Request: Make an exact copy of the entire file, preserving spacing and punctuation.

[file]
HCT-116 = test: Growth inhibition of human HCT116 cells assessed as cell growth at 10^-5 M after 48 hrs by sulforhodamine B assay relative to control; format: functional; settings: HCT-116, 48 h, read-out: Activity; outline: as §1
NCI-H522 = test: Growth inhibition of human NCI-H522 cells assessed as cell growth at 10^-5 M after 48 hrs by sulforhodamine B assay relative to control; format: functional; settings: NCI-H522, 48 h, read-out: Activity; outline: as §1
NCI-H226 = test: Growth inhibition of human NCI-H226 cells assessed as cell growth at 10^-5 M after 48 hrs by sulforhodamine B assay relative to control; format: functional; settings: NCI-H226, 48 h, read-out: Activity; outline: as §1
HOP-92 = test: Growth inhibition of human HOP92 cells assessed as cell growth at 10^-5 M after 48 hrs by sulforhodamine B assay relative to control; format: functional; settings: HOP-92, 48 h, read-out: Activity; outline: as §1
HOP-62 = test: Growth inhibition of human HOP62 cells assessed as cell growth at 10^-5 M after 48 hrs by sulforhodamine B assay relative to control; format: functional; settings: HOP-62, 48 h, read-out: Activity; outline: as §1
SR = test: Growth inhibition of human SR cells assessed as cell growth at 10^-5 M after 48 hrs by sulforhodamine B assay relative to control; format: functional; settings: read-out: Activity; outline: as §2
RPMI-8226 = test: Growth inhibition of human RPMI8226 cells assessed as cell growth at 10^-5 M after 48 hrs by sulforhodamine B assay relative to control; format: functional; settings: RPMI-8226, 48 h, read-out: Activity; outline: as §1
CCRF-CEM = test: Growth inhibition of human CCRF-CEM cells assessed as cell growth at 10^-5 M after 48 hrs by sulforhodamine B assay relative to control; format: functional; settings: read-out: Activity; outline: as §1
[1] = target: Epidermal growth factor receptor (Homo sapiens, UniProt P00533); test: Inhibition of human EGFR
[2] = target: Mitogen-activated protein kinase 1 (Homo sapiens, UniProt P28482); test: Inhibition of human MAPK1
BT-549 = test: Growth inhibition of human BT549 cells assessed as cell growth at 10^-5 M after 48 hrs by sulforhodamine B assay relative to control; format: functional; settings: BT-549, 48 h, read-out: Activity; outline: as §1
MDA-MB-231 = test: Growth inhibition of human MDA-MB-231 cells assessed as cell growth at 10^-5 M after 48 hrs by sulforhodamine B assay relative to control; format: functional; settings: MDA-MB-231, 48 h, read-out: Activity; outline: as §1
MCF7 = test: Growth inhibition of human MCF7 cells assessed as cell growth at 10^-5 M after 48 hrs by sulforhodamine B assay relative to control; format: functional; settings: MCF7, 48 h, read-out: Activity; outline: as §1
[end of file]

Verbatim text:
HCT-116 = test: Growth inhibition of human HCT116 cells assessed as cell growth at 10^-5 M after 48 hrs by sulforhodamine B assay relative to control; format: functional; settings: HCT-116, 48 h, read-out: Activity; outline: as §1
NCI-H522 = test: Growth inhibition of human NCI-H522 cells assessed as cell growth at 10^-5 M after 48 hrs by sulforhodamine B assay relative to control; format: functional; settings: NCI-H522, 48 h, read-out: Activity; outline: as §1
NCI-H226 = test: Growth inhibition of human NCI-H226 cells assessed as cell growth at 10^-5 M after 48 hrs by sulforhodamine B assay relative to control; format: functional; settings: NCI-H226, 48 h, read-out: Activity; outline: as §1
HOP-92 = test: Growth inhibition of human HOP92 cells assessed as cell growth at 10^-5 M after 48 hrs by sulforhodamine B assay relative to control; format: functional; settings: HOP-92, 48 h, read-out: Activity; outline: as §1
HOP-62 = test: Growth inhibition of human HOP62 cells assessed as cell growth at 10^-5 M after 48 hrs by sulforhodamine B assay relative to control; format: functional; settings: HOP-62, 48 h, read-out: Activity; outline: as §1
SR = test: Growth inhibition of human SR cells assessed as cell growth at 10^-5 M after 48 hrs by sulforhodamine B assay relative to control; format: functional; settings: read-out: Activity; outline: as §2
RPMI-8226 = test: Growth inhibition of human RPMI8226 cells assessed as cell growth at 10^-5 M after 48 hrs by sulforhodamine B assay relative to control; format: functional; settings: RPMI-8226, 48 h, read-out: Activity; outline: as §1
CCRF-CEM = test: Growth inhibition of human CCRF-CEM cells assessed as cell growth at 10^-5 M after 48 hrs by sulforhodamine B assay relative to control; format: functional; settings: read-out: Activity; outline: as §1
[1] = target: Epidermal growth factor receptor (Homo sapiens, UniProt P00533); test: Inhibition of human EGFR
[2] = target: Mitogen-activated protein kinase 1 (Homo sapiens, UniProt P28482); test: Inhibition of human MAPK1
BT-549 = test: Growth inhibition of human BT549 cells assessed as cell growth at 10^-5 M after 48 hrs by sulforhodamine B assay relative to control; format: functional; settings: BT-549, 48 h, read-out: Activity; outline: as §1
MDA-MB-231 = test: Growth inhibition of human MDA-MB-231 cells assessed as cell growth at 10^-5 M after 48 hrs by sulforhodamine B assay relative to control; format: functional; settings: MDA-MB-231, 48 h, read-out: Activity; outline: as §1
MCF7 = test: Growth inhibition of human MCF7 cells assessed as cell growth at 10^-5 M after 48 hrs by sulforhodamine B assay relative to control; format: functional; settings: MCF7, 48 h, read-out: Activity; outline: as §1